The Student News Site of Walt Whitman High School

The Black and White

The Student News Site of Walt Whitman High School

The Black and White

The Student News Site of Walt Whitman High School

The Black and White

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Middle East expert Rob Sobhani discusses global economy with business class

Energy businessman and Middle East expert Rob Sobhani spoke about the global economy to international business students March 19.

Whitman parent Rob Sobhani discusses the effects of rising oil prices on the global economy. Business teacher Demitra Marafatsos hosts a guest speaker each week. Photo by Paula Ospina.

Sobhani, a Whitman parent, is president of Caspian Energy, a consulting company for businesses with interests in the United States, the Middle East and the former Soviet Union. Sibhani ran for U.S. Senate in 2012 and is also a former Georgetown University professor.

Business education teacher Demitra Marafatsos invites guest speakers to her business classes weekly.

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“I’m trying to bring experience into the classroom. You can’t just learn from the book,” she said. Mr. Sobhani has adapted abroad. I wanted students to see that and also see someone who’s passionate about his area of expertise.”

To illustrate the effects of a global economy, Sobhani discussed how rising oil prices in the Middle East leaves oil importing countries like South Korea with less money for manufacturing, leading to higher prices for electronic goods sold in the United States.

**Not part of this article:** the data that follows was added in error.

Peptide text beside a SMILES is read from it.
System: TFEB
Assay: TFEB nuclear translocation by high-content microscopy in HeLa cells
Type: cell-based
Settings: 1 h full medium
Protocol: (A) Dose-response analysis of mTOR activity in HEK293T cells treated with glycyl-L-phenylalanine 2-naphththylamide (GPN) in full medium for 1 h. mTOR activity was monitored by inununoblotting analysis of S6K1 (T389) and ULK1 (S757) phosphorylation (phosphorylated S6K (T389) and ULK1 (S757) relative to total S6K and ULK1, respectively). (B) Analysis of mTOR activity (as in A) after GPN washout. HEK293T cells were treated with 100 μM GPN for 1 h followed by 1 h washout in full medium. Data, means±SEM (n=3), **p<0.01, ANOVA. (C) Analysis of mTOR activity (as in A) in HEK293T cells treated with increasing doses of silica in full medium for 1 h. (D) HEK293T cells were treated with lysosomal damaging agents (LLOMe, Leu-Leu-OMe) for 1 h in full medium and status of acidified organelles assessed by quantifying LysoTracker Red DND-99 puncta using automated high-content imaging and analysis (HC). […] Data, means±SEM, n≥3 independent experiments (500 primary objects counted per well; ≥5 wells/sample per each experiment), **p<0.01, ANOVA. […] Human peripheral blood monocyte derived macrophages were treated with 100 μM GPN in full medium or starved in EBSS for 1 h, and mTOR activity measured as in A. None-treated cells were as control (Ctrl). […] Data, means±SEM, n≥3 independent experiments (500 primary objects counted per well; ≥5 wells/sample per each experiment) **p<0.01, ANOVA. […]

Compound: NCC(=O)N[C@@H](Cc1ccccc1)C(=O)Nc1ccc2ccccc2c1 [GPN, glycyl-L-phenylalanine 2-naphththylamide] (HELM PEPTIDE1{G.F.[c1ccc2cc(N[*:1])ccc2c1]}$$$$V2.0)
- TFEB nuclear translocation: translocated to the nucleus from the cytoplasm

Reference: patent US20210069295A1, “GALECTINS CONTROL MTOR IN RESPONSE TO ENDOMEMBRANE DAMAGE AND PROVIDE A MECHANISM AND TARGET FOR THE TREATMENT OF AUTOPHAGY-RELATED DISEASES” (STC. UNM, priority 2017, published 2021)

Sobhani also discussed the world market for solar power. The key to international business, he said, is finding the right product for the right market.

“Over the next five years, the countries in the Middle East are going to spend 500 billion dollars on solar energy,” he said. “If you know how to produce solar energy, if you know how to install solar panels, if you know the software that goes into solar, you can be a part of that market.”

The presentation related to a class project in which each student hypothetically develops and distributes a product or service internationally. Sobhani critiqued students’ project ideas and also cautioned them about the importance of patents for protection against reverse engineering.

“He tried to facilitate how the students could take their products abroad and explain why some would be winners and others may need to put a little spin on them to make it work,” Marafatsos said.

Sobhani was particularly impressed with one student’s idea to sell water filters in China, especially in light of the recent finding of dead pigs in the Yangtze River.

“The water in China is definitely polluted,” Sobhani said. “If you can provide a service that cleans the water right next to the river, you’ve got yourself a product that will definitely sell.”

Junior India Harrison thought Sobhani was engaging and knowledgeable and that the presentation clarified concepts she had learned.

“In class we’ve been learning how small things like what we decide to buy in the U.S. can affect countries overseas,” she said. “He was talking about how religious problems in other countries affect the U.S. as well. Everything is interconnected.”

Marafatsos will continue to tap the many international businessmen in the community who have taken products abroad, she said.

“They are a resource,” she said. “They make it real.”

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